Wednesday, February 25, 2009

Sign Here, Please: Larry Hama

Having already been indoctrinated in the ways of the Force since just after my birth, I was introduced to something new at the age of five in 1982. That was the year I received my first G.I. JOE figures, Breaker and Snake-Eyes. Breaker was pretty cool, but not the most exciting toy in the world. Snake-Eyes, on the other hand, was more than just an ordinary soldier toy. He was dressed in all black, and he wore a mask. A soldier who wears a mask must be badass, right? I was intrigued, and it wasn't long before I realized there were monthly adventures to be followed in G.I. JOE from Marvel Comics. Issues #2-#10 held my attention (I didn't get a copy of #1 for a few years), but things really picked up in the teens. Characters like Destro, Dr. Venom, and Scar-Face were introduced. Betrayal occurs in the ranks of Cobra, and Baroness suffers for it. Something else happend when the series got to issue #21, though, a chapter without even a single word of dialogue. It had already been established that Snake-Eyes didn't speak, but this was a silent issue, and it introduced Storm Shadow, the Cobra ninja. Ninjas? Really? I was hooked.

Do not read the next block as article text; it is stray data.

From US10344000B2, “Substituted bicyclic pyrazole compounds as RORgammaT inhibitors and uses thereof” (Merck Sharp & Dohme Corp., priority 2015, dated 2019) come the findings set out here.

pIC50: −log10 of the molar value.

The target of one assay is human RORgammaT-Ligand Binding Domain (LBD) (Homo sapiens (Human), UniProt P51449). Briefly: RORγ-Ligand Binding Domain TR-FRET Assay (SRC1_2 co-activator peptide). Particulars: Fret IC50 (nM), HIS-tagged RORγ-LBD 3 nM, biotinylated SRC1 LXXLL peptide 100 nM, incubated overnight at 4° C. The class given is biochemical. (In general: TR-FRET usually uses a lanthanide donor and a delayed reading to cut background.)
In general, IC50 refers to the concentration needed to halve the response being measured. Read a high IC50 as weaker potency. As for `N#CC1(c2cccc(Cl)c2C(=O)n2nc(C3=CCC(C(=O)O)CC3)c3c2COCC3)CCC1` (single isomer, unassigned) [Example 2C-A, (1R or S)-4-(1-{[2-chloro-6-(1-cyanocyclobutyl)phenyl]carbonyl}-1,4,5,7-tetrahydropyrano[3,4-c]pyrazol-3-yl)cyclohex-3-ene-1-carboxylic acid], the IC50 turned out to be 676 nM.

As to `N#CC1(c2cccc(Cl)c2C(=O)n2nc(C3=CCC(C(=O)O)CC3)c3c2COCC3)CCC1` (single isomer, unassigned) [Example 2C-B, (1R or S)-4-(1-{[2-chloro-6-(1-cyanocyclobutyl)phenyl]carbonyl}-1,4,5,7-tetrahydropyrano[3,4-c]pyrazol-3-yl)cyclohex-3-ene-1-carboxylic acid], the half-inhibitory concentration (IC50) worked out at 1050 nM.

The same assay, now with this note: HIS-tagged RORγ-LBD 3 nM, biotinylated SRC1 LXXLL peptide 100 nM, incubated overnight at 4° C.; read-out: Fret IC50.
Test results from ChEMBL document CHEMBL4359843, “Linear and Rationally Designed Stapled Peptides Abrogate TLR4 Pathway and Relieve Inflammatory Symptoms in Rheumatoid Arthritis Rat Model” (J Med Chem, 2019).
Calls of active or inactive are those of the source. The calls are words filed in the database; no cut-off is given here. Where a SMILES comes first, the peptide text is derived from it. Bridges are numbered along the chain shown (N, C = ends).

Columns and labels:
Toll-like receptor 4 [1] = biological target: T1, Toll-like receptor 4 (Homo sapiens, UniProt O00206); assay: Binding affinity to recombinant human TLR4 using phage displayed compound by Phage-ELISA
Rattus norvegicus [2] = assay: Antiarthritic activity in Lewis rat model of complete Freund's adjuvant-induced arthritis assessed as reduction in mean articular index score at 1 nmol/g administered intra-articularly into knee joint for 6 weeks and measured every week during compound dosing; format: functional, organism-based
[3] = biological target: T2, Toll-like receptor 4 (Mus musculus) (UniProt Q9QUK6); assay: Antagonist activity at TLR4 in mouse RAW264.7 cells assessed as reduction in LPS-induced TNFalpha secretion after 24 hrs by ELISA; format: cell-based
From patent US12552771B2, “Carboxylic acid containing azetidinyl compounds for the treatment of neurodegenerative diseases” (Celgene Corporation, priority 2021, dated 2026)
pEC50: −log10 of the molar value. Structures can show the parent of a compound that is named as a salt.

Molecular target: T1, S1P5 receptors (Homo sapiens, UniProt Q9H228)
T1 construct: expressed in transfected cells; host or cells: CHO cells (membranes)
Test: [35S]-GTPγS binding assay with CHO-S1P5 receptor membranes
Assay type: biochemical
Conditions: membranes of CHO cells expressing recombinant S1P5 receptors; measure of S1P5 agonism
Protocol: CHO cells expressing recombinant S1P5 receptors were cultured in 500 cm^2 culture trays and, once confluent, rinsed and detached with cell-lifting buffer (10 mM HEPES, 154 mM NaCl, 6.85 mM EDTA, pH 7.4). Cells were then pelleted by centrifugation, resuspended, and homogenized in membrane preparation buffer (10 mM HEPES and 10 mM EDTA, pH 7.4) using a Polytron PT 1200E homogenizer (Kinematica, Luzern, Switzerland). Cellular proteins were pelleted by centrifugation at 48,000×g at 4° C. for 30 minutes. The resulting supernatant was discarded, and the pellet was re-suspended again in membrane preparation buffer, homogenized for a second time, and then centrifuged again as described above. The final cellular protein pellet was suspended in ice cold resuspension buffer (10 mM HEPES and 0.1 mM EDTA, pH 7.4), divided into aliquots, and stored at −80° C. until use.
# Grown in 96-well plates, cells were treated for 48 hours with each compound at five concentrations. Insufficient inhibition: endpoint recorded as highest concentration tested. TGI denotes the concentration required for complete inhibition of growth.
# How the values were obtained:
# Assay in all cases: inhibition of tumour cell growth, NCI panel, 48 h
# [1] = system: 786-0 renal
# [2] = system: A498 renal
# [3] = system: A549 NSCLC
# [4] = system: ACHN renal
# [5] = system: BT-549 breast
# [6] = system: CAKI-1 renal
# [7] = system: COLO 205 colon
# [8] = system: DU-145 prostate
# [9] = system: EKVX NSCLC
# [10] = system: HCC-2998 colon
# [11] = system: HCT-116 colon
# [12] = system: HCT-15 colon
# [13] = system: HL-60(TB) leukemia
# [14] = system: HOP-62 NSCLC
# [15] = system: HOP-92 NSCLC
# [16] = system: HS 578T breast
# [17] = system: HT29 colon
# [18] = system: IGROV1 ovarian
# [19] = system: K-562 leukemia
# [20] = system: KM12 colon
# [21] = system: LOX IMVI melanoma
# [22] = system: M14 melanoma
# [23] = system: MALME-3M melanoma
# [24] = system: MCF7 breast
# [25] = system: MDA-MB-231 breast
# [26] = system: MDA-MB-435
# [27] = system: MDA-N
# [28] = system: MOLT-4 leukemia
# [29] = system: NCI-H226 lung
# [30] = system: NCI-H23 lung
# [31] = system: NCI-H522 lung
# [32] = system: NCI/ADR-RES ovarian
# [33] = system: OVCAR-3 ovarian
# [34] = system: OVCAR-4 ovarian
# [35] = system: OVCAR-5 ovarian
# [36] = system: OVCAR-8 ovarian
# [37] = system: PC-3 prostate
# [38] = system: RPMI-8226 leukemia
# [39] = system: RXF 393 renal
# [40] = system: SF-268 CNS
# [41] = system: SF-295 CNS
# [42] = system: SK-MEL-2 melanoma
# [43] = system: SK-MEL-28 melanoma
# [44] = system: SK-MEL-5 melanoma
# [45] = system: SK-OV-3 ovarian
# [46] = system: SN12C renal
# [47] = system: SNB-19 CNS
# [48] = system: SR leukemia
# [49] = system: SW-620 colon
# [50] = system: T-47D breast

I followed the series for years. Zartan and the Dreadnoks came next, and as the origins of Snake-Eyes, Storm Shadow, Zartan, and Cobra Commander were fleshed out, I grew increasingly eager for each month's new installment. When the animated series debuted in 1985, it was a tremendous disappointment. This cartoon was nothing like the comics I had been reading! '85 was also the year I really got into DC Comics. I had always loved Batman, and I already had several of the Super Powers figures, but the Super Friends and Super Friends: The Legendary Super Powers Show cartoons were the media fueling my interest. Once I read Crisis On Infinite Earths, I knew there was more to superheroes than what those shows could offer.